The marketing auto­mation company Sales­fusion launched its unlimited vacation policy in 2014. Some of its 72 employees, uncertain about how much vacation is too much, started taking less. So the company created an FAQ document to address issues like how much vacation to take at a time (two weeks max) and how to arrange that time off.

    “It really did help to provide folks something in writing they could review,” says CEO Carol O’Kelley. “If you stood up and said, ‘Does anyone have questions?’ you’d hear crickets.”

    Measure performance.

    Before offering unlimited vacation, you’d better have key indicators that tell you how well each employee is doing, Hanks warns. “If my vision is fuzzy, I can’t really hold you accountable,” he notes. “I’ll say, ‘You’ve been out of the office a lot. I feel like you haven’t been working hard,’ and you’ll say, ‘No, no–I’ve been up till midnight a lot of nights.'”

    Call legal.

    In some states, including California, these policies are challenging to establish for hourly employees, because vacation days are considered part of their pay. So some com­panies offer unlimited time off for salaried, “exempt” employees, and traditional policies for nonexempt workers. And offering unlimited time off means you need a policy that distinguishes vacation from maternity and medical leave.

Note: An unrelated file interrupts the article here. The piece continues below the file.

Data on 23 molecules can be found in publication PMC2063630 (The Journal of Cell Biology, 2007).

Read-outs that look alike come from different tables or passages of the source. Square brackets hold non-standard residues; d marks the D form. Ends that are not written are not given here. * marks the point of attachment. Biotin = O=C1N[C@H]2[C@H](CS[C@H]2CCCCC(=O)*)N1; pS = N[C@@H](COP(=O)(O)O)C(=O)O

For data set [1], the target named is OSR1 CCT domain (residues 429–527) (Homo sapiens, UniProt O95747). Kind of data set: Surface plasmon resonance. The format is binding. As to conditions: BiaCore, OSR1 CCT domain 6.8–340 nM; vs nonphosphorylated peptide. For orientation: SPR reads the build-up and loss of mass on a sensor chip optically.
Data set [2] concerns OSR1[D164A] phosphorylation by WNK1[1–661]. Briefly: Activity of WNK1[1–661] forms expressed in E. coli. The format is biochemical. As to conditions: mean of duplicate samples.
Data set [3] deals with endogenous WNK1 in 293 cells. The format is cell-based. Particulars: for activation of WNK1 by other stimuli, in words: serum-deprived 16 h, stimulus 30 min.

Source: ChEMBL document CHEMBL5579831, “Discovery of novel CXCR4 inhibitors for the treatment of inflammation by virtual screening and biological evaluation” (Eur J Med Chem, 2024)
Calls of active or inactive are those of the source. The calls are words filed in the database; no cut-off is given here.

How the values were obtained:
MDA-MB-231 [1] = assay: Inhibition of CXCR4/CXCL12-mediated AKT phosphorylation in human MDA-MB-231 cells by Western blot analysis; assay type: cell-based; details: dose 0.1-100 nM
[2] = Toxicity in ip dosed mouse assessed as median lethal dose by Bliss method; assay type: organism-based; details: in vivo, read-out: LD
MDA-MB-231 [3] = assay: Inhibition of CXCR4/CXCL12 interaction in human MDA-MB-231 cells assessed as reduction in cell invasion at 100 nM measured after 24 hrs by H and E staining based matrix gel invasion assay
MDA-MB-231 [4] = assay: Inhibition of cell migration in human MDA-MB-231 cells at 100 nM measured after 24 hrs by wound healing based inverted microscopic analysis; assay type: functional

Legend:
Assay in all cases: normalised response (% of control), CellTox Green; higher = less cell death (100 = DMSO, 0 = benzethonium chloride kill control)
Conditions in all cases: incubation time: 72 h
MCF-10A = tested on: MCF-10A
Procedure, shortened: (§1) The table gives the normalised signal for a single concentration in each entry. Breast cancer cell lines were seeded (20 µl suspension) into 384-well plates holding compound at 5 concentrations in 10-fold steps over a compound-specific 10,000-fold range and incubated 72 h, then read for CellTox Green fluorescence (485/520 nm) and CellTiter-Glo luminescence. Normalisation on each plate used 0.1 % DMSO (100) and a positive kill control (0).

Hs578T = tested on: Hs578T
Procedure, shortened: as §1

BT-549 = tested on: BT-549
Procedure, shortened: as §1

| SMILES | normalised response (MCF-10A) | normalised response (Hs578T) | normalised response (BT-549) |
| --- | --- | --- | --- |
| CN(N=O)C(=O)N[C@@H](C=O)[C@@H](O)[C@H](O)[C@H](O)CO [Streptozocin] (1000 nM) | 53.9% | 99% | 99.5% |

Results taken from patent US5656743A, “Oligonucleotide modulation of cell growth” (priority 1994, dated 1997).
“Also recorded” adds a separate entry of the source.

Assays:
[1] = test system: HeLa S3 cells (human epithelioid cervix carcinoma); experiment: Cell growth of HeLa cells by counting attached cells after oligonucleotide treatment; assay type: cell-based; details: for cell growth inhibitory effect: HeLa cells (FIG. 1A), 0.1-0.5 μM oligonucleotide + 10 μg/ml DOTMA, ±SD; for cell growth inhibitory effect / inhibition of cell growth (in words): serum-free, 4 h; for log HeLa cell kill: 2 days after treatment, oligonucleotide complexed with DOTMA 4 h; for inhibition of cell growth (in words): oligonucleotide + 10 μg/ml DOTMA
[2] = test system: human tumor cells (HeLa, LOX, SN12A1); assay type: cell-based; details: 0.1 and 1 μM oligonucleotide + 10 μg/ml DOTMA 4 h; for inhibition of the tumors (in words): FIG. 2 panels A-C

The CEO must go too.

    “Whether you see everyone around you, above you, and below you taking advantage of it is really what makes or breaks the program,” says Heidi Kim, senior product manager at Zest­Finance, an underwriting tech­ company with about 100 employees. “A policy on paper is meaningless.” Because ZestFinance’s leaders take time off, lower-level employees do too; about four to five weeks per year.

    Ban “working vacations.”

    If vacationing employees constantly check in

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    Recreation Unlimited

    Camp at Home

    Recreation Unlimited has not forgotten you.  Until we can get back to normal Recreation Unlimited camp activities, we wanted to bring to you some program ideas, that can keep you active in body and mind. We will continue to send you ideas during the COVID -19 crises.  Stay healthy and don’t forget to have fun! Hope to see you at camp soon!!